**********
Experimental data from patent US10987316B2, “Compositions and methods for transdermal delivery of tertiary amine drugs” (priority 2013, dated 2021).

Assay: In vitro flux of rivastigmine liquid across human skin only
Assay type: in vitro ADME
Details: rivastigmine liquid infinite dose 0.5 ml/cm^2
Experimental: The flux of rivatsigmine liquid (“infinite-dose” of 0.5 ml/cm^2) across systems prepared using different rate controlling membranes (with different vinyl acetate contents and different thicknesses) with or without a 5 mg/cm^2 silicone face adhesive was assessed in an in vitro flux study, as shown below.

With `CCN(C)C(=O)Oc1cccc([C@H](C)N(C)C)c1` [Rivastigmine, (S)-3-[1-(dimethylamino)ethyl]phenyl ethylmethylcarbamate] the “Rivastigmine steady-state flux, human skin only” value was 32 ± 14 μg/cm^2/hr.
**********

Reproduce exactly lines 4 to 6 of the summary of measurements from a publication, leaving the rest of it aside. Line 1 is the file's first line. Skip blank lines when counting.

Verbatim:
Details: rivastigmine liquid infinite dose 0.5 ml/cm^2
Experimental: The flux of rivatsigmine liquid (“infinite-dose” of 0.5 ml/cm^2) across systems prepared using different rate controlling membranes (with different vinyl acetate contents and different thicknesses) with or without a 5 mg/cm^2 silicone face adhesive was assessed in an in vitro flux study, as shown below.

With `CCN(C)C(=O)Oc1cccc([C@H](C)N(C)C)c1` [Rivastigmine, (S)-3-[1-(dimethylamino)ethyl]phenyl ethylmethylcarbamate] the “Rivastigmine steady-state flux, human skin only” value was 32 ± 14 μg/cm^2/hr.